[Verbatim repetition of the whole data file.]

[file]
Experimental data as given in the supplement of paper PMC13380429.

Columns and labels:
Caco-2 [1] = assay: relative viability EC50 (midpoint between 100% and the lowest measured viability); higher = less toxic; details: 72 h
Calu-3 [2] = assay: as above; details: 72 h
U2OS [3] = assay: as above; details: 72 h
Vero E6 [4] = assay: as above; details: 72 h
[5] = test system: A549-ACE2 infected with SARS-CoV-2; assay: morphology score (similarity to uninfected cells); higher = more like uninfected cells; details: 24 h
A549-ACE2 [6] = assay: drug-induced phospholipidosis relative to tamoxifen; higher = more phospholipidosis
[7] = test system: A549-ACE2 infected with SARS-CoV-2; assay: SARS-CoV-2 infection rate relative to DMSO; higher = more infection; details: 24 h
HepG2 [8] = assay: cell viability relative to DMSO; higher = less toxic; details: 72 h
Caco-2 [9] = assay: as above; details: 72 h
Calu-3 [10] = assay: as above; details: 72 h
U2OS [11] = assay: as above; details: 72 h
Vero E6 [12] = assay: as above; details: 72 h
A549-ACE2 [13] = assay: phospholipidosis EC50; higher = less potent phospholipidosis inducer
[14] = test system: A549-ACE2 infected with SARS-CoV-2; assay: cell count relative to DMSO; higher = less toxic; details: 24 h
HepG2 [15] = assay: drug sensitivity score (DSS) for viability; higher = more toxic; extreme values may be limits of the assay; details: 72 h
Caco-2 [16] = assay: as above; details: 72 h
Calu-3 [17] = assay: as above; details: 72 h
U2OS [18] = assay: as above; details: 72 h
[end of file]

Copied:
Experimental data as given in the supplement of paper PMC13380429.

Columns and labels:
Caco-2 [1] = assay: relative viability EC50 (midpoint between 100% and the lowest measured viability); higher = less toxic; details: 72 h
Calu-3 [2] = assay: as above; details: 72 h
U2OS [3] = assay: as above; details: 72 h
Vero E6 [4] = assay: as above; details: 72 h
[5] = test system: A549-ACE2 infected with SARS-CoV-2; assay: morphology score (similarity to uninfected cells); higher = more like uninfected cells; details: 24 h
A549-ACE2 [6] = assay: drug-induced phospholipidosis relative to tamoxifen; higher = more phospholipidosis
[7] = test system: A549-ACE2 infected with SARS-CoV-2; assay: SARS-CoV-2 infection rate relative to DMSO; higher = more infection; details: 24 h
HepG2 [8] = assay: cell viability relative to DMSO; higher = less toxic; details: 72 h
Caco-2 [9] = assay: as above; details: 72 h
Calu-3 [10] = assay: as above; details: 72 h
U2OS [11] = assay: as above; details: 72 h
Vero E6 [12] = assay: as above; details: 72 h
A549-ACE2 [13] = assay: phospholipidosis EC50; higher = less potent phospholipidosis inducer
[14] = test system: A549-ACE2 infected with SARS-CoV-2; assay: cell count relative to DMSO; higher = less toxic; details: 24 h
HepG2 [15] = assay: drug sensitivity score (DSS) for viability; higher = more toxic; extreme values may be limits of the assay; details: 72 h
Caco-2 [16] = assay: as above; details: 72 h
Calu-3 [17] = assay: as above; details: 72 h
U2OS [18] = assay: as above; details: 72 h